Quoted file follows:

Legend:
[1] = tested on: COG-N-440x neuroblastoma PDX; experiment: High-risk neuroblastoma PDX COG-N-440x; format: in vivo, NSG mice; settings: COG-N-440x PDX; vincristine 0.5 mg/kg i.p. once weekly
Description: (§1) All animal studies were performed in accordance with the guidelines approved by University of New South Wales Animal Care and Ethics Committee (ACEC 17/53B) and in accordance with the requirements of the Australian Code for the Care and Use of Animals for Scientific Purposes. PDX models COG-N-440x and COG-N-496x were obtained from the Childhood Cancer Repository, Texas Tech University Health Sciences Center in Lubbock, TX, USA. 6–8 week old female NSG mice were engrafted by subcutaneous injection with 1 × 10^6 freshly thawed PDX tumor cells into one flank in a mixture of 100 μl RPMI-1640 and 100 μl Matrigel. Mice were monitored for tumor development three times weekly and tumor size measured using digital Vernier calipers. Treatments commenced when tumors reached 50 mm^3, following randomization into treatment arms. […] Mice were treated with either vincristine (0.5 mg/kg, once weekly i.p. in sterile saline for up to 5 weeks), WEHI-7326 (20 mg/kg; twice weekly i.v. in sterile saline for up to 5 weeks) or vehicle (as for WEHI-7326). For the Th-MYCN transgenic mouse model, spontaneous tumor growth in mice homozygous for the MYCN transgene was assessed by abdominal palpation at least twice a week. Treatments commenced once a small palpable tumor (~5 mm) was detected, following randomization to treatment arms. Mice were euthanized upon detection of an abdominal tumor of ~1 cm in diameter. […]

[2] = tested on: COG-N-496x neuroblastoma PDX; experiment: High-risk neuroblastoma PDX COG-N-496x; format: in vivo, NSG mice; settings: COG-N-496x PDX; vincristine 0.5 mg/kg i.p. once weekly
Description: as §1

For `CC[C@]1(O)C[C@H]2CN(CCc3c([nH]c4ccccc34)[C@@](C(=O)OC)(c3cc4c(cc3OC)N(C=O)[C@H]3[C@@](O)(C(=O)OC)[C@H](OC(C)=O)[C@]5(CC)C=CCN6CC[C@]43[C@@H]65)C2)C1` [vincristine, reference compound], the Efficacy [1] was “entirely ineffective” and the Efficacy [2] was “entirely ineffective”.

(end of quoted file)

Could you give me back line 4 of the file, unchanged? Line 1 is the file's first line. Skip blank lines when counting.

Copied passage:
[2] = tested on: COG-N-496x neuroblastoma PDX; experiment: High-risk neuroblastoma PDX COG-N-496x; format: in vivo, NSG mice; settings: COG-N-496x PDX; vincristine 0.5 mg/kg i.p. once weekly